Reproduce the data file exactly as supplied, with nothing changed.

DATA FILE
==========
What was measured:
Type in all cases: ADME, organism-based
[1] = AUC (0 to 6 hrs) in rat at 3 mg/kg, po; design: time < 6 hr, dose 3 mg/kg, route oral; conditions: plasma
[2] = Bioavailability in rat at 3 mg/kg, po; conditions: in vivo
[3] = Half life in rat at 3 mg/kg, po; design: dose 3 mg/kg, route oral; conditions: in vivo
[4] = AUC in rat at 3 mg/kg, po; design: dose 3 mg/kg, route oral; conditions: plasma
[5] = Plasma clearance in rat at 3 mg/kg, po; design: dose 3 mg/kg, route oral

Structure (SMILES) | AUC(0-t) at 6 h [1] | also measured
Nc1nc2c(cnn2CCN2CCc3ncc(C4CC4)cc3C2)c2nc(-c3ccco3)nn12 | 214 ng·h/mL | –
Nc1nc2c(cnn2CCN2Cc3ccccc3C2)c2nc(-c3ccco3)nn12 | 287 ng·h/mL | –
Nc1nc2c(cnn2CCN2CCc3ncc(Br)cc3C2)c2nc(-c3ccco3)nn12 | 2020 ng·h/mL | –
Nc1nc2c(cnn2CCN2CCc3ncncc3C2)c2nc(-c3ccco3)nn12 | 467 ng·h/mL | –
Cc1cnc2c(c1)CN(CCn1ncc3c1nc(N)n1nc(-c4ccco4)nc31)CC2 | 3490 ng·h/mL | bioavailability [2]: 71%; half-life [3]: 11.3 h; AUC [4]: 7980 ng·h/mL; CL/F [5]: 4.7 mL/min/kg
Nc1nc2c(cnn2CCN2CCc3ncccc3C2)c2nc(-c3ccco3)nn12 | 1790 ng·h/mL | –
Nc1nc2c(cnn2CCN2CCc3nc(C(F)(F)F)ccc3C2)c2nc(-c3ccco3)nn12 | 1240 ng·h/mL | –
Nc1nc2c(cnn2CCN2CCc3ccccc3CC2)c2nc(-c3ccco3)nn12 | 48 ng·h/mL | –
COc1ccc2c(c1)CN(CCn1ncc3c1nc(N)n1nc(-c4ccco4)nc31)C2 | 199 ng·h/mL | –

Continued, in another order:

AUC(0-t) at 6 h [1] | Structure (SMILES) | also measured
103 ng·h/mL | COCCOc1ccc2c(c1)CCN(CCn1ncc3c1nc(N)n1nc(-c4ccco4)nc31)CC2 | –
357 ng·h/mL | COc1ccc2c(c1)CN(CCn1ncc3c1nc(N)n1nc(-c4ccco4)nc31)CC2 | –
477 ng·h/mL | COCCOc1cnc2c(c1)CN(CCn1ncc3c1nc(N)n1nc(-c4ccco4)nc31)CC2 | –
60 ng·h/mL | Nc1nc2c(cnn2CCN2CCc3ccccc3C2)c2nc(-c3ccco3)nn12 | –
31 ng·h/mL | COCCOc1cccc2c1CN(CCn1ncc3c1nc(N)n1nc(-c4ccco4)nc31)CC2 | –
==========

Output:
What was measured:
Type in all cases: ADME, organism-based
[1] = AUC (0 to 6 hrs) in rat at 3 mg/kg, po; design: time < 6 hr, dose 3 mg/kg, route oral; conditions: plasma
[2] = Bioavailability in rat at 3 mg/kg, po; conditions: in vivo
[3] = Half life in rat at 3 mg/kg, po; design: dose 3 mg/kg, route oral; conditions: in vivo
[4] = AUC in rat at 3 mg/kg, po; design: dose 3 mg/kg, route oral; conditions: plasma
[5] = Plasma clearance in rat at 3 mg/kg, po; design: dose 3 mg/kg, route oral

Structure (SMILES) | AUC(0-t) at 6 h [1] | also measured
Nc1nc2c(cnn2CCN2CCc3ncc(C4CC4)cc3C2)c2nc(-c3ccco3)nn12 | 214 ng·h/mL | –
Nc1nc2c(cnn2CCN2Cc3ccccc3C2)c2nc(-c3ccco3)nn12 | 287 ng·h/mL | –
Nc1nc2c(cnn2CCN2CCc3ncc(Br)cc3C2)c2nc(-c3ccco3)nn12 | 2020 ng·h/mL | –
Nc1nc2c(cnn2CCN2CCc3ncncc3C2)c2nc(-c3ccco3)nn12 | 467 ng·h/mL | –
Cc1cnc2c(c1)CN(CCn1ncc3c1nc(N)n1nc(-c4ccco4)nc31)CC2 | 3490 ng·h/mL | bioavailability [2]: 71%; half-life [3]: 11.3 h; AUC [4]: 7980 ng·h/mL; CL/F [5]: 4.7 mL/min/kg
Nc1nc2c(cnn2CCN2CCc3ncccc3C2)c2nc(-c3ccco3)nn12 | 1790 ng·h/mL | –
Nc1nc2c(cnn2CCN2CCc3nc(C(F)(F)F)ccc3C2)c2nc(-c3ccco3)nn12 | 1240 ng·h/mL | –
Nc1nc2c(cnn2CCN2CCc3ccccc3CC2)c2nc(-c3ccco3)nn12 | 48 ng·h/mL | –
COc1ccc2c(c1)CN(CCn1ncc3c1nc(N)n1nc(-c4ccco4)nc31)C2 | 199 ng·h/mL | –

Continued, in another order:

AUC(0-t) at 6 h [1] | Structure (SMILES) | also measured
103 ng·h/mL | COCCOc1ccc2c(c1)CCN(CCn1ncc3c1nc(N)n1nc(-c4ccco4)nc31)CC2 | –
357 ng·h/mL | COc1ccc2c(c1)CN(CCn1ncc3c1nc(N)n1nc(-c4ccco4)nc31)CC2 | –
477 ng·h/mL | COCCOc1cnc2c(c1)CN(CCn1ncc3c1nc(N)n1nc(-c4ccco4)nc31)CC2 | –
60 ng·h/mL | Nc1nc2c(cnn2CCN2CCc3ccccc3C2)c2nc(-c3ccco3)nn12 | –
31 ng·h/mL | COCCOc1cccc2c1CN(CCn1ncc3c1nc(N)n1nc(-c4ccco4)nc31)CC2 | –